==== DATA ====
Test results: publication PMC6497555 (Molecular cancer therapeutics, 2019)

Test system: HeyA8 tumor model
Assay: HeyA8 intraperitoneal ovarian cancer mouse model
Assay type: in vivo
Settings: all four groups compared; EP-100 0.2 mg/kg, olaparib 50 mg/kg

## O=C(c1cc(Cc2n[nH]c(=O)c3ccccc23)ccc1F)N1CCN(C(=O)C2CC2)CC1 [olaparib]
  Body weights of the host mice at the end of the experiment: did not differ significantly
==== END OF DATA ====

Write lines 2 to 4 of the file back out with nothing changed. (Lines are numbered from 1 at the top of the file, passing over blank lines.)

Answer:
Test system: HeyA8 tumor model
Assay: HeyA8 intraperitoneal ovarian cancer mouse model
Assay type: in vivo